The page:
Further to the above, government indicates that 16 December “is an opportunity to celebrate how far we have come and that South Africa belongs to all who live in it and we must appreciate and respect our diversity and unique heritage which unites us as a nation.”3

Government also indicates that “the fight against racism is everyone’s responsibility. Speak up when you witness discrimination. Interrupt racist talk and make it clear that it has no place in our society. Let us work together to expose institutional racism and wherever racism is treated as the norm.”

Is government really committed to this?

Rhodes statue UCT

As we enter 2021, with all the uncertainties created by the COVID crisis, a desperate struggle is being waged for the heart and soul of the ANC. The struggle arises from the split that has divided the organisation since the election of its present leadership at the 2017 National Conference at NASREC.

The new leadership was divided from the start between Ramaphosa’s supporters and those of former President Zuma - led by the powerful Secretary-General, Ace Magashule. The main cause of contention was Ramaphosa’s determination to root out corruption - a cause which enjoyed widespread support among the ANC rank and file, but caused deep concern among influential elements within the ANC’s structures - many of whom were deeply tainted by corruption.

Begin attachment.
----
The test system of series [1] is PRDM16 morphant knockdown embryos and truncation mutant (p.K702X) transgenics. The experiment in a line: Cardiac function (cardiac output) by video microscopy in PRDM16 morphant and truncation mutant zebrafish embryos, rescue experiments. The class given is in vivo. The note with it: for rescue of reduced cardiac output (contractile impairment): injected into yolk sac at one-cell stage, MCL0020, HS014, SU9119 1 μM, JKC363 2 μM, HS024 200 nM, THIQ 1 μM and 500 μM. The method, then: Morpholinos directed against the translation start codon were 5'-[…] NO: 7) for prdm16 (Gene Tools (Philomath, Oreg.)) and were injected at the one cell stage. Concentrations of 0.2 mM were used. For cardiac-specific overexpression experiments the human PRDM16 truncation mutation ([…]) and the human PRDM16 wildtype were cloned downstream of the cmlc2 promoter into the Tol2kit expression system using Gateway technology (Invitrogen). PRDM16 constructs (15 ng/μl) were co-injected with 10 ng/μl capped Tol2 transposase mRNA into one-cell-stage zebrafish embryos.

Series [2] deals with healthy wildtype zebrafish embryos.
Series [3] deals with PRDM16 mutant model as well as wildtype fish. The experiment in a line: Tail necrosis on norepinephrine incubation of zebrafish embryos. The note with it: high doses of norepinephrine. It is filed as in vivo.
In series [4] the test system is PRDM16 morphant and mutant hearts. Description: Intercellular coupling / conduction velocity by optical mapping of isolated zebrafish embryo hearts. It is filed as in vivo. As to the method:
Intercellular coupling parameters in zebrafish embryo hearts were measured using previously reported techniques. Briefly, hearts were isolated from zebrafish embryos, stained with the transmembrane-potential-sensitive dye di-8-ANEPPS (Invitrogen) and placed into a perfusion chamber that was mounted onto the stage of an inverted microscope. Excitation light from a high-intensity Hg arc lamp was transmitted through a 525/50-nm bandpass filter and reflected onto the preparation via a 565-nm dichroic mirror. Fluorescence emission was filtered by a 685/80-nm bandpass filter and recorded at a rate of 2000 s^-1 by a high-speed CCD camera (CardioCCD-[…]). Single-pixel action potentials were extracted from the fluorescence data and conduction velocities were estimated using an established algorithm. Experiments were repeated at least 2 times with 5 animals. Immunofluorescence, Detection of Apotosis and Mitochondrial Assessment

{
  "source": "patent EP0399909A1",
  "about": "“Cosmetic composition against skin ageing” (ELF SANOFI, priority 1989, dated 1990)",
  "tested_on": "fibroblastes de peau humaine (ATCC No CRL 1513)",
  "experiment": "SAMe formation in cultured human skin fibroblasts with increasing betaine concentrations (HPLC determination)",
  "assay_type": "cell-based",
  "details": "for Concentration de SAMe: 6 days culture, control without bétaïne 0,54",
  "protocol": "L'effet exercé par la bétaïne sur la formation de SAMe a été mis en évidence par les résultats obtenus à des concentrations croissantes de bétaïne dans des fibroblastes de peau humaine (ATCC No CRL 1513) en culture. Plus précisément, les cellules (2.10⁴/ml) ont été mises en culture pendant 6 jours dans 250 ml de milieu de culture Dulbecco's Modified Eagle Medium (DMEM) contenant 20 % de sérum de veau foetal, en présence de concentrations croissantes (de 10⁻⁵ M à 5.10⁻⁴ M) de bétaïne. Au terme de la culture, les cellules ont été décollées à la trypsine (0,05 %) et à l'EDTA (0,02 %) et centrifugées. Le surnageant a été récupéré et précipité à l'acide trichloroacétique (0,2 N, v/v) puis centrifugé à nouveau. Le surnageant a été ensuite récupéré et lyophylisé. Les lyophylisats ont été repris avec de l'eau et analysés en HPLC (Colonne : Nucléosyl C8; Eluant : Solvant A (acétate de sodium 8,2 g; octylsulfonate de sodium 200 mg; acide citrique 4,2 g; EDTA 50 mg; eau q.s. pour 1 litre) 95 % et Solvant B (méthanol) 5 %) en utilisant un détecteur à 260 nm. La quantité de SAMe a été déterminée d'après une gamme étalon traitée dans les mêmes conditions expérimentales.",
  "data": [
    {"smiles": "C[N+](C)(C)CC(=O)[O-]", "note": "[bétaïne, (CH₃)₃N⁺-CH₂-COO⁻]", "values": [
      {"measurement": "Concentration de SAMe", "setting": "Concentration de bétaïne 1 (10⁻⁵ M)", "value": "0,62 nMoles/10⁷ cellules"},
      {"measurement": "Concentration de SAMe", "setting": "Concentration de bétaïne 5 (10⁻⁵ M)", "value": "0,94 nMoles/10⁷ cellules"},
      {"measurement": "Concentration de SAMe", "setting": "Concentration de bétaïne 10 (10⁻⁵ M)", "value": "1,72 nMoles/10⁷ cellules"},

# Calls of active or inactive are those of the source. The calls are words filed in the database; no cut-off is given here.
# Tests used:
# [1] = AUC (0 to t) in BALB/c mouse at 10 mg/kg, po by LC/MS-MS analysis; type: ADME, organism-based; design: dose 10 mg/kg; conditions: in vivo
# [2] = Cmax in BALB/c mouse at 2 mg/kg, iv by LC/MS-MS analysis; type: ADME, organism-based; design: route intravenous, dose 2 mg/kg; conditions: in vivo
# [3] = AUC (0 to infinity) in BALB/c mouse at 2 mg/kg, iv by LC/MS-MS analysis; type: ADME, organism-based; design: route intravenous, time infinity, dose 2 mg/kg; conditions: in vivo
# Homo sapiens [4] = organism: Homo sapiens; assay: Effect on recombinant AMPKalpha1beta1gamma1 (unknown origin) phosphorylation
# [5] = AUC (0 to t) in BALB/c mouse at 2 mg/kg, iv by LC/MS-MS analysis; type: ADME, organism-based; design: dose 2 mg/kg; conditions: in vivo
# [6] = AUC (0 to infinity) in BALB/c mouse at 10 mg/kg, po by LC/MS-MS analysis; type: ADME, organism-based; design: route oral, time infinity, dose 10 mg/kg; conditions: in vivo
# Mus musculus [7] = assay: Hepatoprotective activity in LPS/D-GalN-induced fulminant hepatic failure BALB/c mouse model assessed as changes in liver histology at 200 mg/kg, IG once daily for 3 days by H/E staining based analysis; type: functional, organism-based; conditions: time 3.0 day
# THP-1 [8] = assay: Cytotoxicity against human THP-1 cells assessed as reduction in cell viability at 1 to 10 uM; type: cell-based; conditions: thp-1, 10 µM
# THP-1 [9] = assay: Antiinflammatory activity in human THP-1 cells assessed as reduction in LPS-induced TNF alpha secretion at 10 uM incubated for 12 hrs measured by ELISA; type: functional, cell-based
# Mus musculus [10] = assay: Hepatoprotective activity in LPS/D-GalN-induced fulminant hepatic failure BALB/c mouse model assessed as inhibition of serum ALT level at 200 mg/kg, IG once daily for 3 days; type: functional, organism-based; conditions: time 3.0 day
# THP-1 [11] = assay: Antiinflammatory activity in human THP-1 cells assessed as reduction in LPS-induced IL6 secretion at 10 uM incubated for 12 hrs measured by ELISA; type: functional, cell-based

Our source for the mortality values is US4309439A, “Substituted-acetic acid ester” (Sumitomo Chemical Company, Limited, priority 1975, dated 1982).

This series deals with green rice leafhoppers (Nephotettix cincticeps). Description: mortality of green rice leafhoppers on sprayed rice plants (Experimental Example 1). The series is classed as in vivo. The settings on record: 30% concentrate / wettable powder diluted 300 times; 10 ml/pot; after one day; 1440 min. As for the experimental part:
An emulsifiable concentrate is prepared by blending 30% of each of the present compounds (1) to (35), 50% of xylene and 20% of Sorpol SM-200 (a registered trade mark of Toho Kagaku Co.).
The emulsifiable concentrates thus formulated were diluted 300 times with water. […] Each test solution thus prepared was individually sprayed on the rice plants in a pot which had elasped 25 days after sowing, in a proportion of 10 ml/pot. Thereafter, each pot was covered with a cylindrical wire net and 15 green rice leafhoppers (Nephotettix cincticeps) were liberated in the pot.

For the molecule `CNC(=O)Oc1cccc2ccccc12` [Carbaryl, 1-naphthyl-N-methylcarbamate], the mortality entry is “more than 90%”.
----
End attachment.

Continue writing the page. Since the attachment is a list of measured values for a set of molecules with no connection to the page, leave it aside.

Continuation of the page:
The FW de Klerk Foundation welcomes the Western Cape Education Department’s finding that it could find no evidence of racism at Brackenfell High School’s recent matric function.

The now well-known incident and subsequent events at the school descended into violence with the Economic Freedom Fighters (EFF) protesting at ‘racism’ at the high school which allegedly surfaced during a private matric party on 17 October 2020.

The events were characterized by violent clashes between EFF members, parents, community members and the South African Police Services (SAPS) and were particularly aggravated by actions of the EFF and its’ members, who caused serious damage to the Brackenfell Post Office, traffic lights, roads as well as a car dealership.  They set alight a fire engine, burned grass during the protests, and, according to other reports, looted a number of local shops.